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A Gentle Path to Change is Accept Where You Are


A Gentle Path to Change


Accept Where You Are


 … and who you are.


by Jaminie Hilton, RCC


Do you look for your strengths? Or only criticize your “faults”?


“Look and you will find it – what is unsought will go undetected.”



You are you for a reason. Or many reasons. If you know the reasons, give yourself credit for insight. If you know some of the reasons, award yourself with another mental way to go. If you have no idea why, what contributed to the building blocks that make up You, there is most likely a reason for that as well. Indulge in some time to think about it, talk to someone compassionate about it. You can be that compassionate person. Or someone else.

What would you like to change?



Have you tolerated a boring or unpleasant job? Workplace bullying?

Are you tempted to judge yourself as weak? Or notice your stamina? Notice how different it feels if you think one, or the other of those descriptions. You kept that job for a reason. Maybe you’re still working there. You have discipline and you understand the practicalities of life. You possess patience, and the wisdom to not do anything precipitous that could make your life harder. It will be easier to form a strategy, to find the courage to job hunt with that in your thoughts. Allow yourself to at least think about what you would be happy doing.


Social life

Would you like to have more people in your life? More friends. More of a social life?

Instead of seeing yourself as a shy introvert who is afraid of meeting new people, think about who you are beyond that shyness. No need to compare yourself to someone else you think is stronger because they find talking to strangers easy. Are you sensitive? A deep thinker? Are you understanding with others because you have spent time with yourself? If you weren’t conditioned to feel confident, find that faith in yourself by searching for who you are.

This isn’t simply a Pollyanna-putting-a-positive-spin-on-things. It’s about true acceptance. Value your shyness. Don’t try to do something with it. It’s okay to be shy. It’s ok to be whoever you are, whatever you are.

It’s currently accepted practise to bring up children with more praise, and equally important, more acceptance, than criticism. Treat yourself the same way.

People who love animals, and who train them, know that affection, treats and loving words are the effective tools for teaching.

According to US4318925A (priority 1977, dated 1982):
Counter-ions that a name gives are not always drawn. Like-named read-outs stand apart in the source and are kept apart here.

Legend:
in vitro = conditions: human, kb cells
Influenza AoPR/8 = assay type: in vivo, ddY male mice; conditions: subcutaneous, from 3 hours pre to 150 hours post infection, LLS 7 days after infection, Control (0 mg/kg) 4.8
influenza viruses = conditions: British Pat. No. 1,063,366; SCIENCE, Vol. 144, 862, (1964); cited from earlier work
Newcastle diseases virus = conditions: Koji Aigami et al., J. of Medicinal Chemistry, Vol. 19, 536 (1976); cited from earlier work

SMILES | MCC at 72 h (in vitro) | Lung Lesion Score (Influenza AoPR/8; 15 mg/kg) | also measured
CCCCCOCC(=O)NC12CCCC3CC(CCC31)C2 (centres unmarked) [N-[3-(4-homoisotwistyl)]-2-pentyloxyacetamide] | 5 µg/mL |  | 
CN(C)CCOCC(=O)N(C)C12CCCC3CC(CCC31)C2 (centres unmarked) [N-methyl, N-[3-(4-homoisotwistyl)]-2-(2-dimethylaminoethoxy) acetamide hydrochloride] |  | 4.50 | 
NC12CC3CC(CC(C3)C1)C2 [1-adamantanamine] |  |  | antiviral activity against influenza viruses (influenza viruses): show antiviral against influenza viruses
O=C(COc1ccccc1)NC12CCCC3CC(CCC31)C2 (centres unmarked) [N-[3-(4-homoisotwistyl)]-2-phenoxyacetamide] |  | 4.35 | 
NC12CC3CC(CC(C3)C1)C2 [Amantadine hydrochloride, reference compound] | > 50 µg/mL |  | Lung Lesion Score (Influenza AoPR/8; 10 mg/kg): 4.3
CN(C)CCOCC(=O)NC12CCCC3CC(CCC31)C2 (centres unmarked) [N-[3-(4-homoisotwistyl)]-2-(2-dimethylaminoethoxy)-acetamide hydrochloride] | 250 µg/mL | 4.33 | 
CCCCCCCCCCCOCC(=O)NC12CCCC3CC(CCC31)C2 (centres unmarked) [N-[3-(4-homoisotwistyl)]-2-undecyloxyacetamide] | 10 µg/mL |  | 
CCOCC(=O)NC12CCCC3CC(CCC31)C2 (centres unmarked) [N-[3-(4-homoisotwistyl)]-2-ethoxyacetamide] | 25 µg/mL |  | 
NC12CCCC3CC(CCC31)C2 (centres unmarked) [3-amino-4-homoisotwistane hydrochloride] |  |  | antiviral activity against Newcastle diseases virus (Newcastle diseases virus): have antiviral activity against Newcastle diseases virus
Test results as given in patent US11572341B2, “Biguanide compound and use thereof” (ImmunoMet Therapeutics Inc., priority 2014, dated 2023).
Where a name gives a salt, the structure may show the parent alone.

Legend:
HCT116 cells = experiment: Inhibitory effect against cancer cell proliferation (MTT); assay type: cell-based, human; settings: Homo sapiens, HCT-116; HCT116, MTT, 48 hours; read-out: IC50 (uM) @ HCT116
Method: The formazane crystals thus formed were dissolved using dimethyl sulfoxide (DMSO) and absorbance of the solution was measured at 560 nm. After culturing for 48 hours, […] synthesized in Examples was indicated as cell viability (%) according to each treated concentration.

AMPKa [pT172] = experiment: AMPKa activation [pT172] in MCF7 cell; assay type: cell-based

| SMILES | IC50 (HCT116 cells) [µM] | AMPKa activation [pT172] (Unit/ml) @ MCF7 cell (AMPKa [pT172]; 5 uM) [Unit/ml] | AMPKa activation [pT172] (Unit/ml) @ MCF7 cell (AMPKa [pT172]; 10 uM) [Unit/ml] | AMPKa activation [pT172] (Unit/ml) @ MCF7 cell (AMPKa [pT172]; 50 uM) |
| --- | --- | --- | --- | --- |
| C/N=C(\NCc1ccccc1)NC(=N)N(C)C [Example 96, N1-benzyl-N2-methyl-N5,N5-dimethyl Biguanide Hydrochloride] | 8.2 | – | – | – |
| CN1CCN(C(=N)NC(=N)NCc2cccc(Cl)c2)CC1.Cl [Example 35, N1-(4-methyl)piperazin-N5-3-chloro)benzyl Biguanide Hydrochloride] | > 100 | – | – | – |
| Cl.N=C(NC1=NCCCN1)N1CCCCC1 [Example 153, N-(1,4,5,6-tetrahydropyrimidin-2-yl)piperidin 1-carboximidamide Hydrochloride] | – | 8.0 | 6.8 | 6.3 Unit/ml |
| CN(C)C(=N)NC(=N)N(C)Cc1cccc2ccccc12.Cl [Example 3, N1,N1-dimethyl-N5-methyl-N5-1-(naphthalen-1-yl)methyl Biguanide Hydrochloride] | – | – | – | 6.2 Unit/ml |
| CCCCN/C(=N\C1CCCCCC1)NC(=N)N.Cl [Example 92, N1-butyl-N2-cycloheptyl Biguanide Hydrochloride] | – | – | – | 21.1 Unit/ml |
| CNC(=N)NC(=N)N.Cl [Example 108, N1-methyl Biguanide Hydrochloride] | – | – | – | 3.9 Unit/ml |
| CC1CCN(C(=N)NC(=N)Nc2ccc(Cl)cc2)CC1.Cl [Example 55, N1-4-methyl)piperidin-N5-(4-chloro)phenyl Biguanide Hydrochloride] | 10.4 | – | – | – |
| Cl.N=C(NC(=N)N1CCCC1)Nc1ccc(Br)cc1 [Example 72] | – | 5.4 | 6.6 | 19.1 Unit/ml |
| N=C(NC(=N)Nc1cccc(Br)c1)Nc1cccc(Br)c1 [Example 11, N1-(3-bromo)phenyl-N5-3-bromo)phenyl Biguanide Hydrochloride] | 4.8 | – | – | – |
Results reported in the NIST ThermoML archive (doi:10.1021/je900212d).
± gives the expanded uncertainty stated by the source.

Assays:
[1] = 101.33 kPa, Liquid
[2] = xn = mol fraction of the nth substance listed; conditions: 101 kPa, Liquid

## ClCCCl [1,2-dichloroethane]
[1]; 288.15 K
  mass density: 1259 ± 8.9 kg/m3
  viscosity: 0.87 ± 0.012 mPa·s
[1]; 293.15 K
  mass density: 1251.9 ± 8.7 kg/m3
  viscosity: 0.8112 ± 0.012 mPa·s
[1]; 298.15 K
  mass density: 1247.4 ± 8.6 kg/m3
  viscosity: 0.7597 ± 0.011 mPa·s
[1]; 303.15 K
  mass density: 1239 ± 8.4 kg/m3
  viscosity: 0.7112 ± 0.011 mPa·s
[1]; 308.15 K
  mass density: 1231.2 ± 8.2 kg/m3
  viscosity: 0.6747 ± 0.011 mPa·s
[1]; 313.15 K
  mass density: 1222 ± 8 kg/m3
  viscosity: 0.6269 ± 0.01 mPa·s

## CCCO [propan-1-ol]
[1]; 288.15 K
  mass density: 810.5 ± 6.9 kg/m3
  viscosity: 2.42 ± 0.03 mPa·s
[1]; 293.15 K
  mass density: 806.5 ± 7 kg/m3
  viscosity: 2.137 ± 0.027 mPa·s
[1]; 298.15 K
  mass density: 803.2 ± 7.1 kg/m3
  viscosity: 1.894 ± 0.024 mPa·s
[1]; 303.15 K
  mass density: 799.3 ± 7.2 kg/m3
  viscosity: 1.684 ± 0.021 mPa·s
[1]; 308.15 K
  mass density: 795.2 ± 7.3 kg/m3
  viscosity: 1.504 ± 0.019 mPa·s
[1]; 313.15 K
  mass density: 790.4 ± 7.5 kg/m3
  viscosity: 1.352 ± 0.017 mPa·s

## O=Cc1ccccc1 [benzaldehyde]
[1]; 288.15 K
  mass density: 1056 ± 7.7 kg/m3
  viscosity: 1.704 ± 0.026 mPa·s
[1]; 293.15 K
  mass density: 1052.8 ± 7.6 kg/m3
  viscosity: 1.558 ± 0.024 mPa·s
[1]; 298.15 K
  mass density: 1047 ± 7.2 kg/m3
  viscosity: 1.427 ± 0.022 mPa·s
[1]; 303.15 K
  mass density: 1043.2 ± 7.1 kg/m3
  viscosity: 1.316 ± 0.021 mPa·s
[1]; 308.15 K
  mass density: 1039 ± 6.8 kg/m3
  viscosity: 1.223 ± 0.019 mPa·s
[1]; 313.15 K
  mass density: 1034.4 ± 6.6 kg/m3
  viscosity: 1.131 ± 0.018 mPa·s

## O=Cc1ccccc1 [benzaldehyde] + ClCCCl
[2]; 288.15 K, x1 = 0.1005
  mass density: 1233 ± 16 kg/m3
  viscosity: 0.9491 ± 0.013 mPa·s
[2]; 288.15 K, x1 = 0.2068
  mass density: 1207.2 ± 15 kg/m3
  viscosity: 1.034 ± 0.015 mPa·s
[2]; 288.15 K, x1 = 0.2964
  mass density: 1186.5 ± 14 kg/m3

Do you find yourself using harsh language with your own lack of proficiency at a new skill? It’s new. How can you learn without giving yourself a reason to believe you can learn this, do this. You’re learning a new skill, it takes time and patience. Why be less kind to yourself than you might be with a child, or a beloved pet?



You’ve decided to exercise. This is new for you. It makes you nervous.  Are you getting ready to criticize yourself for being nervous? Just notice it. Take deep breaths. No judgement is needed. You research community centres, or fitness centres, or gyms. That’s a second step. If you make a phone call, or look on the internet, that’s a third step.

You decide to play a sport, enrol in a stretch class, or yoga. Join a walking group.

You could criticize yourself for waiting so long to do this, feeling so out of shape. You see? You hammer away at your confidence. You think about how much easier it would be if you’d done this months ago, or years ago, or always. Why didn’t you? There’s a reason.


Excuse, or reason?

The difference between an excuse and a reason. This is my definition. An excuse is something you say, to yourself and/or others to give yourself permission to avoid, to keep from doing something you believe you should do. A reason is: Why haven’t you done this yet? Are there good and bad reasons? I say, no. Just reasons. Accept that you were doing the best you could, and now you’re creating the opportunity to do at least one thing differently.



Jaminie Hilton is a Registered Clinical Counsellor in private practise in Vancouver working with adults, couples, and children aged nine and up. Her focus is on guiding clients to connect with their strengths, and to gain tools to help them live with fewer fears and more happiness.

Jaminie has worked in a variety of settings including crisis centres, drug and alcohol programs, and Family Services in Vancouver. She has taught personal development classes and facilitated hundreds of groups.


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